“It’s not on my beat, Mr Boston, but I’ll have words with the sergeant.”

“Aye, well, sup that whisky. This is Christmas, thoo knaws.”

Samuel and Mrs Boston joined us and we chatted as we always had before this incident. We talked of nothing in particular for this was just another friendly chat between the village bobby and one of his farming community. What we had discussed ten minutes earlier was now over and done with. I stayed longer than I intended and had two more massive whiskies. I found the room beginning to move about me, so I made a pathetic attempt to leave.

“It’s a good job thoo’s walking back, lad,” George laughed. “Ah hope thy missus has a nice heavy dinner ready. Thoo’ll need summat to sober thyself up, ’specially if t’sergeant turns up.”

“She’s busy with the dinner now,” I muttered incoherently, aiming for the door. “Thankshh for being sho co-operative.”

“Hod on, lad, thoo’s forgotten summat,” George called me back.

“Forgotten?” I wondered if I had left my cap, but it was perched on my head in approximately the right position. I looked at George. He was holding a massive, dressed duck, ready for the oven.

“It’s thy Christmas duck, tak it.”

“No, I couldn’t, not after reporting Sshamuel.”

“Oor Sam was a bloody fool; he’s lucky he’s not been takken off t’road for ever, drunk driving or summat warse. Tak this duck – it’s thine.”

“I can’t,” I managed to say, “I musshn’t – I cannot accept gifts, it’s againssht the rules.”

“Who said it was for thoo?” he questioned me. “It’s not.”

“Then who issh it for?” I asked stupidly.

“Thy wife and kids,” he smiled. “There’s no law to say Ah can’t give thy missus and bairns a duck, is there?”

I left, bearing the huge bare duck beneath my arm as I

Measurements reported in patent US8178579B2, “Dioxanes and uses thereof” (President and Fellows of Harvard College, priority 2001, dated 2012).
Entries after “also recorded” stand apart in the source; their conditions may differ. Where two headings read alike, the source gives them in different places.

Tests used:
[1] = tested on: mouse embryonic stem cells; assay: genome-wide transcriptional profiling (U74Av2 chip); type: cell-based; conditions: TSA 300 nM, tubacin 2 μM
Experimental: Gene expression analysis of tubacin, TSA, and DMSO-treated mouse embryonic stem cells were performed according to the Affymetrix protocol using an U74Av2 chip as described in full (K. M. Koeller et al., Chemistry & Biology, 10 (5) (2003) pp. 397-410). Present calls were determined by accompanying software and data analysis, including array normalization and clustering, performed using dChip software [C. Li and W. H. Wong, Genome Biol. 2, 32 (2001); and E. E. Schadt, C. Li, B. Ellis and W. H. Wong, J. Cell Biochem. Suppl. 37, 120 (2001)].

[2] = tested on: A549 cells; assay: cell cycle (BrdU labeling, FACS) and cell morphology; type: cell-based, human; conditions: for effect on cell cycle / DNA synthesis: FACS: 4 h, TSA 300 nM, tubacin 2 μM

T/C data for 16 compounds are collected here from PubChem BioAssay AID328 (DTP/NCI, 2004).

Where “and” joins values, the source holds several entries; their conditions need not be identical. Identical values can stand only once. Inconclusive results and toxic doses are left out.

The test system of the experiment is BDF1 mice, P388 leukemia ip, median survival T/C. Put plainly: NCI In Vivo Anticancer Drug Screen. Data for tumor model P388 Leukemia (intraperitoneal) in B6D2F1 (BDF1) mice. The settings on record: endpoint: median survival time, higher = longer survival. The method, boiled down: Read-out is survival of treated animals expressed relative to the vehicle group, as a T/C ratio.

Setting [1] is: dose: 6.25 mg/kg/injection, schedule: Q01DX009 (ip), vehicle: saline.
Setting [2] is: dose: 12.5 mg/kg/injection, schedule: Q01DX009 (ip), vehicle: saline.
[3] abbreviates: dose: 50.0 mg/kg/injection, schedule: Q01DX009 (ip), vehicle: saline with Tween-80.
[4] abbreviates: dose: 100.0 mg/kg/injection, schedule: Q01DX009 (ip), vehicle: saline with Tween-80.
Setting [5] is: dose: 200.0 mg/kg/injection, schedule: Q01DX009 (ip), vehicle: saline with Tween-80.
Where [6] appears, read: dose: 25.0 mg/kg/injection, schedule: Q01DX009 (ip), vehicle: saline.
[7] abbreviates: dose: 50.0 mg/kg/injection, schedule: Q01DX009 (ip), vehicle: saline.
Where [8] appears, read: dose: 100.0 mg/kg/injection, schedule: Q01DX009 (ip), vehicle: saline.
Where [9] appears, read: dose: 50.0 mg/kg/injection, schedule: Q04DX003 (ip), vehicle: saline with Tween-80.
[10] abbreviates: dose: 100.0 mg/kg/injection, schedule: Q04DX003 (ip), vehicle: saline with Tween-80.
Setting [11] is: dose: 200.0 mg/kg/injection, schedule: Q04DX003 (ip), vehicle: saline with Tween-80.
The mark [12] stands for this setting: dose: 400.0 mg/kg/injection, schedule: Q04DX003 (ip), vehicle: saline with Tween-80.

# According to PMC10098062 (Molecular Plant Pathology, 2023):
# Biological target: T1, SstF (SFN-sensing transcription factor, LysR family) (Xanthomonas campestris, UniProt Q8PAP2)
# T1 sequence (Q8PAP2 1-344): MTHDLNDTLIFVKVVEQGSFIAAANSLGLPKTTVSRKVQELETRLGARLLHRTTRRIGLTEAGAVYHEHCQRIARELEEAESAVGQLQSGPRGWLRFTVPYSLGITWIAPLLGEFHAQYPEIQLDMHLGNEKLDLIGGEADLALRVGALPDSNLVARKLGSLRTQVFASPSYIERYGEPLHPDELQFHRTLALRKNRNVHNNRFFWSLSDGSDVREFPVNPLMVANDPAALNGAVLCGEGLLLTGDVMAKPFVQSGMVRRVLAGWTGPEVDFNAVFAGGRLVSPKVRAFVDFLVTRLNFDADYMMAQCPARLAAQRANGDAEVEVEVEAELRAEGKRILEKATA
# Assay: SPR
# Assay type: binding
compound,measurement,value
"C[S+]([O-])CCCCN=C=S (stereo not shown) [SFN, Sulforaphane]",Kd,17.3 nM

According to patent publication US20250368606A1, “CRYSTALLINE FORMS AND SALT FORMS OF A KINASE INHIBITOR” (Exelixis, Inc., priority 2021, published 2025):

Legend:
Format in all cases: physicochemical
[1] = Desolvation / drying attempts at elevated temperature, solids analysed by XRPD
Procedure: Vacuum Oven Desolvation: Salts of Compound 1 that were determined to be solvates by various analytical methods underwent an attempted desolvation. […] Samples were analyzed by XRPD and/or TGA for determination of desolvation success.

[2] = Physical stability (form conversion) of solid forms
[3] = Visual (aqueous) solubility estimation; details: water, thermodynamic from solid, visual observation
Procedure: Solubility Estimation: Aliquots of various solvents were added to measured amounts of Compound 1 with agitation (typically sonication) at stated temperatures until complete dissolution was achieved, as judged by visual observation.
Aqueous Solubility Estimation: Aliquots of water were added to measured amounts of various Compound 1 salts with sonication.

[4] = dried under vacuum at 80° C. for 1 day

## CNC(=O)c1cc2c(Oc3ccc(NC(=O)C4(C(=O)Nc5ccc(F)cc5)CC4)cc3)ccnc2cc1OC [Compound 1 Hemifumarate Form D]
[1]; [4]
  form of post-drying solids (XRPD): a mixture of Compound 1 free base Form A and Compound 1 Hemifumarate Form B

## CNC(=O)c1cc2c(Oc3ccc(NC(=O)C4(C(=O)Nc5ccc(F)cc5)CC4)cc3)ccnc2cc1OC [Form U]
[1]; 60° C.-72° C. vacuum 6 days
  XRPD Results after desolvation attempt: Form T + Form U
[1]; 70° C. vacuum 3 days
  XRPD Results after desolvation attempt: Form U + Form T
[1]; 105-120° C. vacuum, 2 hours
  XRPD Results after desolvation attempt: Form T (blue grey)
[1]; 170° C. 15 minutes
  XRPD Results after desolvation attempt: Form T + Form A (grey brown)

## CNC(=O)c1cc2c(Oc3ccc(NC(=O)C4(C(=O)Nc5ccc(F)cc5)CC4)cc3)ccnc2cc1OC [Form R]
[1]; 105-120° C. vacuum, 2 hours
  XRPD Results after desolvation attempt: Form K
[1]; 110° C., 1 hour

wound my erratic way back up the hill and into my cosy house. I was just in time for dinner and spent the afternoon getting over that spell of duty. I sat around, at first in a haze of noise and fun, and then in a clearer atmosphere as I played with the children and their new toys. Nothing else turned up, except a sprinkling of snow. As George Boston would have said, “It snew on Christmas Day, just a strinkling.”

But that ‘strinkling’ became a steady snowfall and I could see the features of his farm gradually vanishing in a desert of white. Walls disappeared against a background of pure white and I was reminded of the lines of Robert Bridges’ poem, ‘London Snow’,

“Hushing the latest traffic of the drowsy town;

Deadening, muffling, stifling its murmurs failing;

Lazily and incessantly floating down and down:

    Silently sifting and veiling road, roof and railing;

Hiding difference, making unevenness even,

Into angles and crevices softly drifting and sailing.”

With that snow, Christmas had truly arrived and the land about grew whiter as evening fell. It was a very pleasant Christmas Day.

We had the duck for New Year’s Day dinner and it was truly delicious, and that Christmas and New Year, Mary received eleven pheasants, two brace of grouse, one hare, two Christmas cakes, several bottles, one umbrella and a bag of anonymous Brussels sprouts.

A month later, Samuel was fined a total of £32 and had his licence endorsed.

© Nicholas Rhea 1979
First published in Great Britain 1979
This edition 2012

ISBN 978 0 7198 0504 2 (epub)
ISBN 978 0 7198 0505 9 (mobi)
ISBN 978 0 7198 0506 6 (pdf)
ISBN 978 0 7091 7348 9 (print)

Robert Hale Limited
Clerkenwell House
Clerkenwell Green
London EC1R 0HT

www.halebooks.com

The right of Nicholas Rhea to be identified as author of this work has been asserted by him in accordance with the Copyright, Designs and Patents Act 1988